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Court tests if NC ban on selling solar power means 1 church

Emery p. Dalesio, AP Business Writer

In this June 3, 2015 photo made available by NC WARN, workers install a solar power system on the roof of Faith Community Church in Greensboro, NC. The installation and the electricity the panels generated prompted a dispute being considered by the North Carolina Supreme Court that will be heard on Tuesday, April 17, 2018. State utilities regulators have ruled the group that funded the $20,000 cost of the solar panels violated state law protecting regulated monopoly electric utilities was illegally producing electricity "for the public." The group, NC WARN, says it was an allowable private power agreement with the church alone. ( NC WARN via AP)

RALEIGH, N.C. (AP) -- North Carolina's highest court is deciding whether a clean-energy advocacy group illegally sold solar power to a church as part of its plan to undercut the monopoly of the state's electric utilities.

The state Supreme Court listened Tuesday as lawyers offered differing descriptions of a 2015 deal in which the group NC WARN installed solar panels atop Faith Community Church in Greensboro and the church agreed to pay below-market rates for the power. NC WARN described it as an effort to expand solar power faster than Duke Energy Corp., which has the largest state-approved monopoly turf.

The country's No. 2 electricity company, the state's utilities regulator and other power companies say NC WARN is producing electricity "for the public," which would mean it's intruding on the protected territory of the publicly regulated monopoly utilities. NC WARN's lawyers contend they aren't selling to the public, only helping nonprofits save money with clean energy.

"NC WARN is not interested in selling power. NC WARN is engaged in an altruistic program designed to combat the climate crisis," the group's attorney, Matthew Quinn, told the court's seven justices.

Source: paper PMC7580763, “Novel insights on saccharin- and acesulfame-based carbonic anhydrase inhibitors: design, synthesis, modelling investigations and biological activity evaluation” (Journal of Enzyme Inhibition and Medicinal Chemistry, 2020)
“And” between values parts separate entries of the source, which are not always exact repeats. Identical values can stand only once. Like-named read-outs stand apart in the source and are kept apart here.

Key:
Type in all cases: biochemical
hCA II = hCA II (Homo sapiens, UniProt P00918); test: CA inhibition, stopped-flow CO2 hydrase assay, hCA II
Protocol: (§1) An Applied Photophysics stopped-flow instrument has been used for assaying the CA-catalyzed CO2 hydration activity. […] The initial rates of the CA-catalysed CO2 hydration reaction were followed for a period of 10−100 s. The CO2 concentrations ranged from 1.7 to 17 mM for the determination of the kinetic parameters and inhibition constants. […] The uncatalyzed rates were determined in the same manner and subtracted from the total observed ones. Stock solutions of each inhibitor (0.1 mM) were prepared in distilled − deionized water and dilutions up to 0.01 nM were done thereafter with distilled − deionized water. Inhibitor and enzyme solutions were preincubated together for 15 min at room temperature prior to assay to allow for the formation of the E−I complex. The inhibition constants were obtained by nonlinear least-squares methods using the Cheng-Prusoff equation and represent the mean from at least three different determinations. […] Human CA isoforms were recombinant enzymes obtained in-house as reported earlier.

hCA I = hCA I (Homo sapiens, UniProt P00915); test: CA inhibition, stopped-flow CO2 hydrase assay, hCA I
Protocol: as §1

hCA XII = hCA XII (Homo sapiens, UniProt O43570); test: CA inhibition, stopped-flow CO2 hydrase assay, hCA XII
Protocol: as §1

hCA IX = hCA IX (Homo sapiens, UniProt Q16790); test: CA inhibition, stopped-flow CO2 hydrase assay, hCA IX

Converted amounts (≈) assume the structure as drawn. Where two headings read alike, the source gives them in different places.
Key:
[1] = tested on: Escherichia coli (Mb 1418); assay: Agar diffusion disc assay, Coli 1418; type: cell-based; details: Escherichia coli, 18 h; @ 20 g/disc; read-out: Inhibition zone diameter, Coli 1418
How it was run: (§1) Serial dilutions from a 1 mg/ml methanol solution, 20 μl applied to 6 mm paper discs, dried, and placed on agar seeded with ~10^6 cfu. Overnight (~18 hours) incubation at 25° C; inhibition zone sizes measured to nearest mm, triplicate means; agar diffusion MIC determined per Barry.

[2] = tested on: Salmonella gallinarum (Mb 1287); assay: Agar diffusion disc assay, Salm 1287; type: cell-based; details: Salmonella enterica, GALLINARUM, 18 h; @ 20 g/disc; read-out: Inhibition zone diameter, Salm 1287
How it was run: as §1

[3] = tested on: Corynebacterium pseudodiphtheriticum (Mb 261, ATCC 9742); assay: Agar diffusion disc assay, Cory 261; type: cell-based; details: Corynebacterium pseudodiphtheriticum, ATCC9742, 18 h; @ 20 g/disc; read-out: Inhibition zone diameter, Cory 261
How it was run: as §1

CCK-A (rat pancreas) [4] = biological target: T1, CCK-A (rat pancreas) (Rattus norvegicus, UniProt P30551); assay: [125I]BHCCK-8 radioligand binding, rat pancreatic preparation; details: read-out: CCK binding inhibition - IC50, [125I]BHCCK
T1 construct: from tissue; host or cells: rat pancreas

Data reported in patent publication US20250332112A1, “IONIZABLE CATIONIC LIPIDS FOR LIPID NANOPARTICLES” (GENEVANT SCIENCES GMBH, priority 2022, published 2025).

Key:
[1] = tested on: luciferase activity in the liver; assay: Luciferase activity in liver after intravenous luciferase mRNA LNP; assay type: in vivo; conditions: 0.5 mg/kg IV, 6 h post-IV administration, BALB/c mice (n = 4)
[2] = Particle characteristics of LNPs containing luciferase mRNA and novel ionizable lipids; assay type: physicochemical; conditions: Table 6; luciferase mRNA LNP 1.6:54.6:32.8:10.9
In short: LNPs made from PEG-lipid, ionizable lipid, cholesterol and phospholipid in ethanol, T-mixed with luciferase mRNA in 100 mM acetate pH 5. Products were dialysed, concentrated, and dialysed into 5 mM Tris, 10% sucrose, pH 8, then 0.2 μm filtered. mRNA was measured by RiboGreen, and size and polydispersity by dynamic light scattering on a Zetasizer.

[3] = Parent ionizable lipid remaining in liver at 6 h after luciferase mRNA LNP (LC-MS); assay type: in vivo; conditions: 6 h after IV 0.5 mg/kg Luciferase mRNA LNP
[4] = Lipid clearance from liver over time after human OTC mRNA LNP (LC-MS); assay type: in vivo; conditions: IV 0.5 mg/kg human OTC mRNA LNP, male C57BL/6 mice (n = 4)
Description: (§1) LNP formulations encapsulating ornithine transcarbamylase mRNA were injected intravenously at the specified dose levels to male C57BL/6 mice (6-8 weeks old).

To accomplish that goal, NC WARN planned to offer financing to nonprofits that wanted to install rooftop solar systems, starting with the Greensboro church, Quinn said. But the court shouldn't consider the broader picture, Quinn said, which involves only a private contract for one location and "having no regulatory ramifications to the public."

The justices focused on that seeming contradiction and others in the group's argument.

"Part of this project is to do multiple replications of this approach. So to say, 'well it's just one,' what about the next one?" Justice Paul Newby asked.

The judge also questioned how NC WARN could claim it wasn't selling electricity to the church, when the contract was called a power purchase agreement.

"It seems to me you're wanting us to ignore the expressed language of the agreement," Newby said.

NC WARN is appealing a North Carolina Utilities Commission decision to hit the group with nearly $60,000 in fines because the agreement violated the state's system of legal electricity monopolies.

Supporters argue designating and regulating companies as the only electricity provider in specific territories has led to power being available to virtually everyone in North Carolina, around the clock, and at rates below the national average.

But if NC WARN's deal with the church is allowed, it could allow competitors to move in and install solar units on high-profit, energy-intensive customers and siphon revenues away from Duke Energy, Dominion Energy and other utilities, opponents said. That would leave a smaller number of customers paying for all the power plants, transmission lines and repair crews needed to run a modern electrical system, said Robert Josey Jr., an attorney for the state's official utilities consumer advocate.

"This is not altruistic. This is a goal by NC WARN to get into the utilities business on an unregulated basis," Duke Energy attorney Dwight Allen said. "It's almost exploitive."

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